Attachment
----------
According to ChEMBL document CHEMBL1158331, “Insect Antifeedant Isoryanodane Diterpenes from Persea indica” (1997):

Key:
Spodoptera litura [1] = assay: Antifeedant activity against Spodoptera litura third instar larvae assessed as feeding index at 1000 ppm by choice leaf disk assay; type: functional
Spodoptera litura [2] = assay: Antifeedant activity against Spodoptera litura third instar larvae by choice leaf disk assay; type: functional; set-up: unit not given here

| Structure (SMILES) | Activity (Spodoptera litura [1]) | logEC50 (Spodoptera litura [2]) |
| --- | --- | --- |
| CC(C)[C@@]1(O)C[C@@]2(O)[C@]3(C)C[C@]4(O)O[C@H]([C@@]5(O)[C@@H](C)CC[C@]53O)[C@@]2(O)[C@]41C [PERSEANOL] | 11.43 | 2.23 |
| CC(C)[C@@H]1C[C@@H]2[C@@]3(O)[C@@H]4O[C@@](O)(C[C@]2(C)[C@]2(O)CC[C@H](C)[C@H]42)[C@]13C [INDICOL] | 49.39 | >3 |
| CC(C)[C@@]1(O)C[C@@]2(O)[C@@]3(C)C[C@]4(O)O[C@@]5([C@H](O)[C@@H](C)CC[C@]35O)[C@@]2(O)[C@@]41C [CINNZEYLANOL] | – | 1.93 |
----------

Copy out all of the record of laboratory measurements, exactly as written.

According to ChEMBL document CHEMBL1158331, “Insect Antifeedant Isoryanodane Diterpenes from Persea indica” (1997):

Key:
Spodoptera litura [1] = assay: Antifeedant activity against Spodoptera litura third instar larvae assessed as feeding index at 1000 ppm by choice leaf disk assay; type: functional
Spodoptera litura [2] = assay: Antifeedant activity against Spodoptera litura third instar larvae by choice leaf disk assay; type: functional; set-up: unit not given here

| Structure (SMILES) | Activity (Spodoptera litura [1]) | logEC50 (Spodoptera litura [2]) |
| --- | --- | --- |
| CC(C)[C@@]1(O)C[C@@]2(O)[C@]3(C)C[C@]4(O)O[C@H]([C@@]5(O)[C@@H](C)CC[C@]53O)[C@@]2(O)[C@]41C [PERSEANOL] | 11.43 | 2.23 |
| CC(C)[C@@H]1C[C@@H]2[C@@]3(O)[C@@H]4O[C@@](O)(C[C@]2(C)[C@]2(O)CC[C@H](C)[C@H]42)[C@]13C [INDICOL] | 49.39 | >3 |
| CC(C)[C@@]1(O)C[C@@]2(O)[C@@]3(C)C[C@]4(O)O[C@@]5([C@H](O)[C@@H](C)CC[C@]35O)[C@@]2(O)[C@@]41C [CINNZEYLANOL] | – | 1.93 |